Next, I want you to take a look at the following VVS2 diamonds and I challenge you to identify the exact locations of the pinpoints. Let me know in the comments below if you can actually see them under magnification.

vvs1 gia certified diamond with needles pin point and cloud
vvs1 round diamond gia pin point symbol characteristics

Again, click on both the listings above and you will see how challenging it is to see the pinpoints. This is also why I said that pinpoints will never be an issue with eyecleanliness or pose any problems to the beauty of the stone.

To wrap things up, you don’t have to worry about comments related to pinpoints in a GIA grading report. They are the most benign type of inclusions to have in a diamond.

If you are buying slightly included (SI) or included (I) diamonds, they will have to be judged on a case by case basis as it is often the other listed inclusions that may cause issues.

Remember, a grading report only maps and provide a clarity rating based on the diamond’s inclusions. It doesn’t tell you exactly how the diamond looks like in real life. When buying diamonds, I highly recommend vendors like JamesAllen.com or WhiteFlash.com because you can examine their diamonds upclose with magnified videos.

Related Articles

Share This Page on Social Media!

5 Comments

  1. Charlie Booth-
    September 23, 2012 at 2:09 pm

    I just checked my certificate and it has the same exact comment here. However, it is an SI2 diamond. You mentioned that there is no cause for concern in very slightly clarity. I am still not sure whether there is cause for concern in my case.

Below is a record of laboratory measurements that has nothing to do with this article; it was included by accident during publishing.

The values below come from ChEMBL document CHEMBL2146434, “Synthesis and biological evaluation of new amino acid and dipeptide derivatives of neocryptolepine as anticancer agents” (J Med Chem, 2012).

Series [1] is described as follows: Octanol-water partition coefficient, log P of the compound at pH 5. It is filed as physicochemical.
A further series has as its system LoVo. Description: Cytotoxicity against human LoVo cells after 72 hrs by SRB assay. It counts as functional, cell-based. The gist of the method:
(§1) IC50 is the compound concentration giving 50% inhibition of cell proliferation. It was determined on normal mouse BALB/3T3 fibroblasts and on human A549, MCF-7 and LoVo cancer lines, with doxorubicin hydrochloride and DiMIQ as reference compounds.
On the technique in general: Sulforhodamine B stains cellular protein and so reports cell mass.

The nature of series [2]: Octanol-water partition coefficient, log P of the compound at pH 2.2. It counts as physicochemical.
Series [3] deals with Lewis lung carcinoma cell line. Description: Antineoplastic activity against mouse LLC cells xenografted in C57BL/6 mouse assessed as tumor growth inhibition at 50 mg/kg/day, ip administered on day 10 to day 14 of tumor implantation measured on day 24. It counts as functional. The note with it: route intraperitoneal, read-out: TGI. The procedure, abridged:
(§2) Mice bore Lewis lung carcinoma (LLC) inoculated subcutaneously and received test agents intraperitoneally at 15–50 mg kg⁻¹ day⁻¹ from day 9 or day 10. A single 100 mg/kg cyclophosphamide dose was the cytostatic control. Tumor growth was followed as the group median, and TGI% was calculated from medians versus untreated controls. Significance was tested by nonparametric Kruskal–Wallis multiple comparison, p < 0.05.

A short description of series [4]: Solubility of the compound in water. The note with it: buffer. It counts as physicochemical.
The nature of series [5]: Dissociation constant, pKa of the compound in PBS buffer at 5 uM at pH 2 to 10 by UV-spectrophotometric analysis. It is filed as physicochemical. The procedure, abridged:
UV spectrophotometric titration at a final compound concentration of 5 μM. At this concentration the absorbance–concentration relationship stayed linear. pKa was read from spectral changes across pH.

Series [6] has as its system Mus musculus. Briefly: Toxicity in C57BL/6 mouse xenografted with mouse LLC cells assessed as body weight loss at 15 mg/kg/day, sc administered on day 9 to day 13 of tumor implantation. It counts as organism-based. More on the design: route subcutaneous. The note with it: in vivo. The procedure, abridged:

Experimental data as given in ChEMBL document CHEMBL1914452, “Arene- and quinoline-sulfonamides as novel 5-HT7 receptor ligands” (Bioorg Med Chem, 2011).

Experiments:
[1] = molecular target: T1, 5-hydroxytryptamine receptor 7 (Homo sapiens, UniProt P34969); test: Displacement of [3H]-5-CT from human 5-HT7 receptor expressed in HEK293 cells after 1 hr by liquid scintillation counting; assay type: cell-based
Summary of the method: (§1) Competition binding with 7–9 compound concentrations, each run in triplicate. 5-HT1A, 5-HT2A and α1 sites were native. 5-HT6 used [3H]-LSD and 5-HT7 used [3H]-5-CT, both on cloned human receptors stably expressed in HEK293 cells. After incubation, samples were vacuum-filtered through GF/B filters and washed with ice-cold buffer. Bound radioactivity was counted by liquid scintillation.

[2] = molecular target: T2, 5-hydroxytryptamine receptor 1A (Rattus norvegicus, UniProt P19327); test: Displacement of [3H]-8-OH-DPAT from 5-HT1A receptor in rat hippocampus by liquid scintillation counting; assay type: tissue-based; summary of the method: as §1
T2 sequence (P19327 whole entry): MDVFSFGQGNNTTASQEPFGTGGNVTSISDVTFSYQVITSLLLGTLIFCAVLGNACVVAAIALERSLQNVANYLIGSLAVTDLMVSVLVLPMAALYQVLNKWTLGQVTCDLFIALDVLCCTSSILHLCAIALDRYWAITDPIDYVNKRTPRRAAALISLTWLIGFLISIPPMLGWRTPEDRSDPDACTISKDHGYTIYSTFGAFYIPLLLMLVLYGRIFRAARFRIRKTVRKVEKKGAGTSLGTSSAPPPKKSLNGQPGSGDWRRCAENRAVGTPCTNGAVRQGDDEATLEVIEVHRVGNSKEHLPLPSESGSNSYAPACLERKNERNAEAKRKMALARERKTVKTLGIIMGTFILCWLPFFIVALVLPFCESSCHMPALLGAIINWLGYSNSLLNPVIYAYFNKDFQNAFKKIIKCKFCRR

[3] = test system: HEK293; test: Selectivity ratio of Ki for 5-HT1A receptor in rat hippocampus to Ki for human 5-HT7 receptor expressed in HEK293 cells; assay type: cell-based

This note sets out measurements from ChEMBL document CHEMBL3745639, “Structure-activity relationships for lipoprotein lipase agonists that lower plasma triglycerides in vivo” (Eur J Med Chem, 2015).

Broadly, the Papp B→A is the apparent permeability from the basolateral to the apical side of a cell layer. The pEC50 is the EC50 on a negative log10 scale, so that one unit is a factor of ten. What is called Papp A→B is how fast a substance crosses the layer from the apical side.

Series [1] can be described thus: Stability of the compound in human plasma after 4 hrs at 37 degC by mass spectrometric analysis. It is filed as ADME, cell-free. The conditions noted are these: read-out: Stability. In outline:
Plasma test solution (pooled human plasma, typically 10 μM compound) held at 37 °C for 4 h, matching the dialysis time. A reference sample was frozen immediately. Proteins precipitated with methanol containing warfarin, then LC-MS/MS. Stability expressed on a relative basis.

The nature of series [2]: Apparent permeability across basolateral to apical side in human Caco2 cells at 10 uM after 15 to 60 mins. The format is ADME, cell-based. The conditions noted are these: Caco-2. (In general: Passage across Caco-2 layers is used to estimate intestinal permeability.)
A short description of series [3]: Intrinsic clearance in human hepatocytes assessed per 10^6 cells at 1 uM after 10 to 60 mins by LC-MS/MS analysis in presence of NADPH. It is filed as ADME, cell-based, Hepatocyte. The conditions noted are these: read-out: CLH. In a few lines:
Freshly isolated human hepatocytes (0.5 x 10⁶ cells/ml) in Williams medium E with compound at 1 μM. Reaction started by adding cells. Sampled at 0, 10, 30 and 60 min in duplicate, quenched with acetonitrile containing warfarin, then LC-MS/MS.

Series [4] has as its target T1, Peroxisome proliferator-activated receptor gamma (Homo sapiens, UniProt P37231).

2. Paul Gian-
    September 25, 2015 at 10:21 pm

    You are misplacing your worries on the wrong things. As I had said earlier, pinpoints will never be a problem with eyecleanliness, durability or haziness. It’s the other inclusions in slightly included (SI) diamonds that may matter.

  3. JoyLyn-
    December 18, 2017 at 8:04 pm

    I had my I VS1 1.16 ct ring upgraded to I VS2 2.06 ct with additional pinpoints per GIA and it still looks stunning. The bigger the diamond I thoughy it will be more visible but it isn’t. Also with medium fluorescence, the I color diamond looks like an H. Unless people has a loop when looking at your ring, they won’t be able to see the inclusions. My husband purchased my ring from Blue nile (www.bluenile.com) which by far has better quality diamonds and cost 20% less than most online stores and retailers. They have a clear interactive option and has more selections of diamonds. Great customer service too.

  4. Jimmy Y-
    July 11, 2018 at 9:30 am

    You mentioned specifically that the pin points are OK in a gia grading certificate. Is this the same for ags lab reports as well? I understand that for light performance, gia and ags does things differently and I want to know if this is the case for clarity as well.

  5. Paul Gian-
    July 12, 2018 at 12:22 pm

    GIA and AGS treats pinpoint inclusions the same way. So, it isn’t a problem with when you see pinpoints not shown on both types of grading reports.

Leave A Comment